Ann adds: I spontaneously did what I call "adding-up" subtraction a few years ago. I put absolutely no thought into it, but suddenly found myself looking at the bottom number, figuring out how many to add to get to the upper number, then, if I had to borrow, borrowing by adding to the bottom, instead of subtracting from the top. Instead of crossing off and rewriting above the problem--leaving everything a mess, all this method requires is a little tick mark on the summation line to signal when you have to add to the bottom number. I've been afraid to teach that to the kids, because (unlike EM), I think they should use just one algorithm, and get that one down, and not jump between a lot of different methods.

So, for your example, I'd ad 2 to get to 4, then, since I can't add to get from 7 to 5, I put a tick next to the bottom 4 and add from 7 to 15. Then add the tick mark to the 4 to turn it into a 5, and add 2 to get from 5 to 7. It's a really clean and easy way to do it.

Where EM really falls down is the inordinate time spent doing the "lattice method" for multiplication. I think they spend better than half of their multiplication time on it. And, when you start working with really large numbers, the method gets really tough to use.

And falling...

I just checked the InTrade numbers for the Senate.

Current betting has Dem control of the senate down at 44%, and falling. It fell below 50% just a few days ago.

Remember back a whole month ago, after Christine O'Donnell got the Republican nomination for the Senate in Delaware? Remember the hue and cry that this doomed...DOOMED!!!!...Republican chances at capturing the Senate?

Well, it's been an interesting month!

Hope the parachute opens

From Powerline:
I talked with a Republican Congressman a few days ago who told me that he expects the GOP to take the House, but doesn't think the election will be as much of a rout as it probably should be. The reason, he said, is that across the country, Democratic incumbents are sitting on huge piles of cash. He mentioned Oberstar and South Dakota's Stephanie Herseth-Sandlin as examples of incumbents who will be able to "carpet-bomb"--his term--their districts with ads during the campaign's last weeks. Republican fundraising has been good this year, but the concerned citizens who are contributing to Republican campaigns can't begin to match the mega-rich and special interest donors who are trying to stem the conservative tide by financing the Democrats.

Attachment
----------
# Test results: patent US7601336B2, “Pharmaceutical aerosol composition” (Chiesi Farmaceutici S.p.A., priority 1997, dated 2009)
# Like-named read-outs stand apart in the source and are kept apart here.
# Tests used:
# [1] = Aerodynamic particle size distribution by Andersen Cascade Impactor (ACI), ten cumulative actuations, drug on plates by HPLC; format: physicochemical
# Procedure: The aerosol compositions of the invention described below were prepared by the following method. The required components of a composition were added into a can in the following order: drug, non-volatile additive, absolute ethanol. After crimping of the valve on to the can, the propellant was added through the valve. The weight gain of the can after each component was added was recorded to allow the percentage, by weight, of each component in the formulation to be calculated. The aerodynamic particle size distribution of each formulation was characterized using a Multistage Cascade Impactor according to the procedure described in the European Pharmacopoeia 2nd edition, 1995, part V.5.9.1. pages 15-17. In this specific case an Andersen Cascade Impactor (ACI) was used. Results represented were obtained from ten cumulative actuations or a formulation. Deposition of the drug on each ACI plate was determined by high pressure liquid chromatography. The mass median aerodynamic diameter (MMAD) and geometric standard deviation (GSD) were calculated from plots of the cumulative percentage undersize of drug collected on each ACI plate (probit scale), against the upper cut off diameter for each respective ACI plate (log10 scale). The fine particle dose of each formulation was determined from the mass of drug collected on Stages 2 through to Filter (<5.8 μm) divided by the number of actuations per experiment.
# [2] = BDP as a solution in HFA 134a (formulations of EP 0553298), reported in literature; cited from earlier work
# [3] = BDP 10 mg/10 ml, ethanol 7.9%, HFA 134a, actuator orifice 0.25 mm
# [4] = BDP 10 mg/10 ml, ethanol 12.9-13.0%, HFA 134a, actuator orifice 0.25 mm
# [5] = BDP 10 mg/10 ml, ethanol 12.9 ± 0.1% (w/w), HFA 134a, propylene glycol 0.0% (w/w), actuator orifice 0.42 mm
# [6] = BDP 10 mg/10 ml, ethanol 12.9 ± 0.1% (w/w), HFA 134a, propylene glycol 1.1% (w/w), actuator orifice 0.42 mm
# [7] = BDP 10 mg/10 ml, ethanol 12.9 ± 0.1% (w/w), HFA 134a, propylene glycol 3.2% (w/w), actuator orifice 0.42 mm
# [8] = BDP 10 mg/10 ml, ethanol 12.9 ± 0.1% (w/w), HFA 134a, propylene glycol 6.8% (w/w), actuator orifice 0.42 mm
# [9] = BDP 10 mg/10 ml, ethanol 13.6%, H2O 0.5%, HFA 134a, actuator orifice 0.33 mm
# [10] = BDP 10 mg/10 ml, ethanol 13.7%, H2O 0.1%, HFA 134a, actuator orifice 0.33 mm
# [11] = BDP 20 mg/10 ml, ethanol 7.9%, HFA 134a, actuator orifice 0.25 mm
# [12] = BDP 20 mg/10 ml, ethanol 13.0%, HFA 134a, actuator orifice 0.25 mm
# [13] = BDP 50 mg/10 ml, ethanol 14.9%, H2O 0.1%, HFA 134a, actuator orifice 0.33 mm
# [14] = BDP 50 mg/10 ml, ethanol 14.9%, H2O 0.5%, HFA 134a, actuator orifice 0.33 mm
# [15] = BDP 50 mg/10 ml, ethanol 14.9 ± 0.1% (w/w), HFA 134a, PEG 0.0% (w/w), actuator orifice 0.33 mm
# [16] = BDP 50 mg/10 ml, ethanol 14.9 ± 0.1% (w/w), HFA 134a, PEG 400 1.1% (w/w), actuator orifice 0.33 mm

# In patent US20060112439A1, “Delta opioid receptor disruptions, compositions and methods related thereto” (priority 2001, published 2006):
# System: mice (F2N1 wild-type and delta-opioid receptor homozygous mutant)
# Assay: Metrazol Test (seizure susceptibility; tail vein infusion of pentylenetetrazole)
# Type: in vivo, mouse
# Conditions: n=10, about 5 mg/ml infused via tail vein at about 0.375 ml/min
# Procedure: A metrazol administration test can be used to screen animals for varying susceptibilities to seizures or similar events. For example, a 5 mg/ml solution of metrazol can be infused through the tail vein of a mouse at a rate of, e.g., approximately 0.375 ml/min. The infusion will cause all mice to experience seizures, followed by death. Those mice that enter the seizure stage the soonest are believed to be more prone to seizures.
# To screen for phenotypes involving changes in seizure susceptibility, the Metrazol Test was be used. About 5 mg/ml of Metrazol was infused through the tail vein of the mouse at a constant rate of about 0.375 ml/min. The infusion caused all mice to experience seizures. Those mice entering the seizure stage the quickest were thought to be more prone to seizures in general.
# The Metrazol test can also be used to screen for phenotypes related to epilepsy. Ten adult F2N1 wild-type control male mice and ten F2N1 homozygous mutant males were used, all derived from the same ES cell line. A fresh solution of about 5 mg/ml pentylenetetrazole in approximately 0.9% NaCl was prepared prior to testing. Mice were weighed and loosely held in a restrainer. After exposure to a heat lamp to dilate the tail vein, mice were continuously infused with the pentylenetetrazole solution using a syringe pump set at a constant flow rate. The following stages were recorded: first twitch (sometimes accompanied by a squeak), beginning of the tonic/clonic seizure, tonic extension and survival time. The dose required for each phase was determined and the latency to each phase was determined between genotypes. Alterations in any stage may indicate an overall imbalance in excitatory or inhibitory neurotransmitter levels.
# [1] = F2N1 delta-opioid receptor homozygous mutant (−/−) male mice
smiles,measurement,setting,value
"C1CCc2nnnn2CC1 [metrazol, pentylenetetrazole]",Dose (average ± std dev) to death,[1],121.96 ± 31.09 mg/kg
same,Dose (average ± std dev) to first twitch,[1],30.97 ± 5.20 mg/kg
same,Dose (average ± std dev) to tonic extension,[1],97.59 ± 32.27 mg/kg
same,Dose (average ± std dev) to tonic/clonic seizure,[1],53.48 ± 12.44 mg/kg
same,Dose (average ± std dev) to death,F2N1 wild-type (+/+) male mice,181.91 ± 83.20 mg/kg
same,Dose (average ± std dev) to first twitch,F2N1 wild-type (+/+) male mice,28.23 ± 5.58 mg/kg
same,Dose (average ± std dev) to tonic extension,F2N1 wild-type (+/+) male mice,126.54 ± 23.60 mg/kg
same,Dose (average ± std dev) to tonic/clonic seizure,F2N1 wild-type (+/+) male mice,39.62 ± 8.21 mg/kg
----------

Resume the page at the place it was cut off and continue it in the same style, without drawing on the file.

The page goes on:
If they control that cash...and if they know the Republicans are going to win the house...which means being a congressman just won't be as much fun...doesn't campaign finance law still allow them to walk off with the money? I know the law used to allow that, I'm not sure if it's been changed. If it hasn't been changed, these guys might prefer the golden parachute to another two years in office.

Still moving

Real Clear Politic's House preditions/poll section, has made 15 adjustments to their calculations since 9/28. Of those, only one goes towards the Democrats (VA5), and even that one is still in the "leans GOP" category--it's only dropped from "likely":

Also, today Rasmussen has the Senate tied at 48/48 with 4 toss-up races. Which means they still very much have the Senate in play. The toss-up states, according to Rasmussen, are: California, Illinois, Nevada, and Washington.

Right now, the momentum in the CA Governor's race is towards the Dem, Brown. But the momentum is the senate race, I think, is away from the Dem, Boxer. CA could easily send a Republican woman to the Senate (and by removing Boxer, would raise the IQ of that august body by about 100 points.)

Update: Mark Perry over at Carpe Diem notes that Intrade has a Democratic Senate now at less than 50% chance.